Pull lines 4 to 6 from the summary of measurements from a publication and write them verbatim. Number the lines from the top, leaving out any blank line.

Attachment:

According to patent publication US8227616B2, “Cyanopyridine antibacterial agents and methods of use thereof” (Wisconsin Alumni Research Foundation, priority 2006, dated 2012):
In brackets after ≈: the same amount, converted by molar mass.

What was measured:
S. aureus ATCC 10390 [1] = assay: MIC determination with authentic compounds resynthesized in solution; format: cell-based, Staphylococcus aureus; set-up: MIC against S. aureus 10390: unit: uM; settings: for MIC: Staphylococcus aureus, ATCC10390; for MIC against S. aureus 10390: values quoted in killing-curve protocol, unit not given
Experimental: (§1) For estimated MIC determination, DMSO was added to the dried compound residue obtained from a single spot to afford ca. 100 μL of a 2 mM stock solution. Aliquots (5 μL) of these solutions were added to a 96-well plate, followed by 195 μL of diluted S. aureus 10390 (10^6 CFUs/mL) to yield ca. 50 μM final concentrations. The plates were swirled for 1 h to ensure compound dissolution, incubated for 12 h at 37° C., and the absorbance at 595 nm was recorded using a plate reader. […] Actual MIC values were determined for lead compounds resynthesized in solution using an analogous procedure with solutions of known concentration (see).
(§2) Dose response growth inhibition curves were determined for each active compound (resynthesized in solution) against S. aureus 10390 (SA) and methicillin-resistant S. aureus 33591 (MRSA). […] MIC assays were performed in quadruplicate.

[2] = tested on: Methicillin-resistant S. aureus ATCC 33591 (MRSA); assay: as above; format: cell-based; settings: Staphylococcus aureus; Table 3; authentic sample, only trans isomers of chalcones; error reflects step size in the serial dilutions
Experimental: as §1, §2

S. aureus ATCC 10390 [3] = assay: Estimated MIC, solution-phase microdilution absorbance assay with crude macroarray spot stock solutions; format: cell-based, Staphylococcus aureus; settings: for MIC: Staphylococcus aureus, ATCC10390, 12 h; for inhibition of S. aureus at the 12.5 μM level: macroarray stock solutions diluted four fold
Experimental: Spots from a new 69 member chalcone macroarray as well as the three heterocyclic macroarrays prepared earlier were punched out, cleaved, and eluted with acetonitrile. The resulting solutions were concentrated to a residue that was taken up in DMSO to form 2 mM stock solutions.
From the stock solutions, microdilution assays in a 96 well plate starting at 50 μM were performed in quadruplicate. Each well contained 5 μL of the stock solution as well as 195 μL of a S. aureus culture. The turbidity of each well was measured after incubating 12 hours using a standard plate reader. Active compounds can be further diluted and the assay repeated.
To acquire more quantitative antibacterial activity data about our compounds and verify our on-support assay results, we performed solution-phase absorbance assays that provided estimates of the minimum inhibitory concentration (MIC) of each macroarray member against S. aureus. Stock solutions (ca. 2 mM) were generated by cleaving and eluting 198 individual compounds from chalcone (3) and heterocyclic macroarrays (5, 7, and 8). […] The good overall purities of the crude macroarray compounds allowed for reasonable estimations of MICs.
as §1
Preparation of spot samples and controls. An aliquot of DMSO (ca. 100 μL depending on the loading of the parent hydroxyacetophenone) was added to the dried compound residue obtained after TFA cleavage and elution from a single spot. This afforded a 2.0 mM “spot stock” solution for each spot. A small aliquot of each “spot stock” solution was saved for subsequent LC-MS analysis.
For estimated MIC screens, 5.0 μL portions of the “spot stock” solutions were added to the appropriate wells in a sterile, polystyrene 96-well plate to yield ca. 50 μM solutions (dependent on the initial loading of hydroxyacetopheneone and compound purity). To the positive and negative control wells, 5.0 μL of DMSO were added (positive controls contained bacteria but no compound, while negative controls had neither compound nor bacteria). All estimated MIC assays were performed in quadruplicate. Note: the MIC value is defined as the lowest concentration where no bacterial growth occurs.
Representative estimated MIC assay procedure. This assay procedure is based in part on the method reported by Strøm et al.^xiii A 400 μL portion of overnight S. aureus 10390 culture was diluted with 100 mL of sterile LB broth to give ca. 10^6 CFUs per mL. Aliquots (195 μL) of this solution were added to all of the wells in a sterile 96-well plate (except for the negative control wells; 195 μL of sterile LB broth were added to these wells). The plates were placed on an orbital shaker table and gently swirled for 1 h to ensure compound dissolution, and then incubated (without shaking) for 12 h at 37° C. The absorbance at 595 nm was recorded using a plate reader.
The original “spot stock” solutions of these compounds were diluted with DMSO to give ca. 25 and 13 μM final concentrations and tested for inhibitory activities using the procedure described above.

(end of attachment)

S. aureus ATCC 10390 [1] = assay: MIC determination with authentic compounds resynthesized in solution; format: cell-based, Staphylococcus aureus; set-up: MIC against S. aureus 10390: unit: uM; settings: for MIC: Staphylococcus aureus, ATCC10390; for MIC against S. aureus 10390: values quoted in killing-curve protocol, unit not given
Experimental: (§1) For estimated MIC determination, DMSO was added to the dried compound residue obtained from a single spot to afford ca. 100 μL of a 2 mM stock solution. Aliquots (5 μL) of these solutions were added to a 96-well plate, followed by 195 μL of diluted S. aureus 10390 (10^6 CFUs/mL) to yield ca. 50 μM final concentrations. The plates were swirled for 1 h to ensure compound dissolution, incubated for 12 h at 37° C., and the absorbance at 595 nm was recorded using a plate reader. […] Actual MIC values were determined for lead compounds resynthesized in solution using an analogous procedure with solutions of known concentration (see).
(§2) Dose response growth inhibition curves were determined for each active compound (resynthesized in solution) against S. aureus 10390 (SA) and methicillin-resistant S. aureus 33591 (MRSA). […] MIC assays were performed in quadruplicate.